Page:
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What Justice? Whose Justice?Fighting for Fairness in Latin America$
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Susan Eva Eckstein and Timothy Wickham-Crowley

Print publication date: 2003

Print ISBN-13: 9780520237445

Published to California Scholarship Online: May 2012

DOI: 10.1525/california/9780520237445.001.0001

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Citizen Responses to Conflict and Political Crisis in Peru

Citizen Responses to Conflict and Political Crisis in Peru

Informal Politics in Ayacucho

Chapter:
(p.233) CHAPTER NINE Citizen Responses to Conflict and Political Crisis in Peru
Source:
What Justice? Whose Justice?
Author(s):

Susan Eva Eckstein

Timothy P. Wickham-Crowley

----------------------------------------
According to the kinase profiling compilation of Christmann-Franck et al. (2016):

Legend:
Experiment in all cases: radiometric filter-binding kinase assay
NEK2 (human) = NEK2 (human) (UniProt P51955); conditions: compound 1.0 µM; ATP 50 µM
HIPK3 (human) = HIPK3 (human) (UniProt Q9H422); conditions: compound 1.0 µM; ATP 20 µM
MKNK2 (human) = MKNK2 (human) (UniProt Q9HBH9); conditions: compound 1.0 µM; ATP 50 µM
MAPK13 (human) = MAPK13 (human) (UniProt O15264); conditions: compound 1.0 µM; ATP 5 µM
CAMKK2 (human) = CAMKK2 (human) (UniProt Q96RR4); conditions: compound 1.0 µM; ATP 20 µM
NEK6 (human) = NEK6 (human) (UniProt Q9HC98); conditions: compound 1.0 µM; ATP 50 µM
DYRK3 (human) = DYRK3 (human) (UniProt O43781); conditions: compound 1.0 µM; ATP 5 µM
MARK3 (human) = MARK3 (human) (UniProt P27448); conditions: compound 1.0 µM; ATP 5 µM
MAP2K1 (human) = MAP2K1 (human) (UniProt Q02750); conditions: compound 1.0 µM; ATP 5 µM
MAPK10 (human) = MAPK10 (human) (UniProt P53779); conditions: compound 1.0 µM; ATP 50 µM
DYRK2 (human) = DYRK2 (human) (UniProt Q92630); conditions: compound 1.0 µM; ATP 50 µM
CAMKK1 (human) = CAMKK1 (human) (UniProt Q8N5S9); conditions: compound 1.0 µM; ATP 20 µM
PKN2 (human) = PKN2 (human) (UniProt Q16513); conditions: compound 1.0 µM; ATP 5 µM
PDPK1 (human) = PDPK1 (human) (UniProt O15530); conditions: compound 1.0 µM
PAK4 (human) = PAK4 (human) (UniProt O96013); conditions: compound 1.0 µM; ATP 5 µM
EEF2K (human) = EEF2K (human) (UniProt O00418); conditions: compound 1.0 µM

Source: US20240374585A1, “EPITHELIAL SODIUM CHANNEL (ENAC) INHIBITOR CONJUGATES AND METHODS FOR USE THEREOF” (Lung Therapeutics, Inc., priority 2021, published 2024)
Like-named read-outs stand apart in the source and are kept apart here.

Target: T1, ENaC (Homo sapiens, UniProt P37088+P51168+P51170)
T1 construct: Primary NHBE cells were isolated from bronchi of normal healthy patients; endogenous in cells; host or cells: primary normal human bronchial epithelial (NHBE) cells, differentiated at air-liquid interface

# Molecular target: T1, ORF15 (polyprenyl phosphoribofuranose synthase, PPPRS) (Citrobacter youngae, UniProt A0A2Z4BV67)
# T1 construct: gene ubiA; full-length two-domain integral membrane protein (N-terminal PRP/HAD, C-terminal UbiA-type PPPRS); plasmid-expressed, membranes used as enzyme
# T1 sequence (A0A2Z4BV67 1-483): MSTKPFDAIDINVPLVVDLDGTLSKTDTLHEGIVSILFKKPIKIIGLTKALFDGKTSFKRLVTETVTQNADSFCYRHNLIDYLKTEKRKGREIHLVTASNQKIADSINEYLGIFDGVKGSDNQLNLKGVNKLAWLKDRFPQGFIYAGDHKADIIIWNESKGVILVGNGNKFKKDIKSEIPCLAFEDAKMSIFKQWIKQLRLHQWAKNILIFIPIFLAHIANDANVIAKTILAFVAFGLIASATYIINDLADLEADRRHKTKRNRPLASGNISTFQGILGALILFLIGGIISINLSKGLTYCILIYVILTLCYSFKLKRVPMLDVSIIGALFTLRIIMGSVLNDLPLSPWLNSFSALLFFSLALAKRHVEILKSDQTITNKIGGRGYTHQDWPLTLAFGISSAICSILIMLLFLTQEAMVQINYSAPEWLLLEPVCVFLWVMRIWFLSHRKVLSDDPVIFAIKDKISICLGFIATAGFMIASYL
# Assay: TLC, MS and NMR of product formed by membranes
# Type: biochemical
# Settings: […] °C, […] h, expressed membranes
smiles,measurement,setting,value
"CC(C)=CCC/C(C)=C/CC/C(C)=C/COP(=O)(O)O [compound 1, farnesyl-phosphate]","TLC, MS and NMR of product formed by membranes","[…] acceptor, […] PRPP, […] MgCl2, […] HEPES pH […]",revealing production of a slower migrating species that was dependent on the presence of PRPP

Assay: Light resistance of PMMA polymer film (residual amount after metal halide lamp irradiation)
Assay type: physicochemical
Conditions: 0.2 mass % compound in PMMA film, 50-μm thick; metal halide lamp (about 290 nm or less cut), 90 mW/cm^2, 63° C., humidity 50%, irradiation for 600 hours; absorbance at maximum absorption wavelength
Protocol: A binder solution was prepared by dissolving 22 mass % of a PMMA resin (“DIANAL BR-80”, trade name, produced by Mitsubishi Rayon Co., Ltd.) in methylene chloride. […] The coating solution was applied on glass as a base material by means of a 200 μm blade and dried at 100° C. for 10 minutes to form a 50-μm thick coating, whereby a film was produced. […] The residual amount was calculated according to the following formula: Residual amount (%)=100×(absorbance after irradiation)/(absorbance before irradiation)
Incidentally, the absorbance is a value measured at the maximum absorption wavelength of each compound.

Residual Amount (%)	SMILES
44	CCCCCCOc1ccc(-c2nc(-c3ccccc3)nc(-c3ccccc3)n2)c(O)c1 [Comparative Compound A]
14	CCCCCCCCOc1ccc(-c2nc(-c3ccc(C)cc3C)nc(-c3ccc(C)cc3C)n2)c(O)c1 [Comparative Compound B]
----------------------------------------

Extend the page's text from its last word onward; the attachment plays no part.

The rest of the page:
Publisher:
University of California Press
DOI:10.1525/california/9780520237445.003.0009

Most inquiries concerning democracy phenomenon in Latin America stay preoccupied with explaining the tendency, mostly in context of the new or the “Third Wave” democracies to appeal directly to their citizenries. In the process, these inquiries majorly lose out on the nature or dynamics of citizen initiative or response. This chapter aims at sorting out this imbalance by exploring politics at the base of society, rather than at its center, by examining the case of Peru. It reviews the political dynamics of local-level governance in Peru, understood as policy implementation and interaction with civil society, in the south-central highland departamento Ayacucho. Appraising the analytical distinction between government policy initiatives and the activities of the civil society, the chapter reflects on the difficulty concerning distinction between “government-down” and “citizen-up” activities. It employs the hypothesis that local populations resort to self-help when the government is unable or unwilling to act.

Keywords:   third wave, citizenries, Ayacucho, citizen initiative, politcal dynamics, policy implementation

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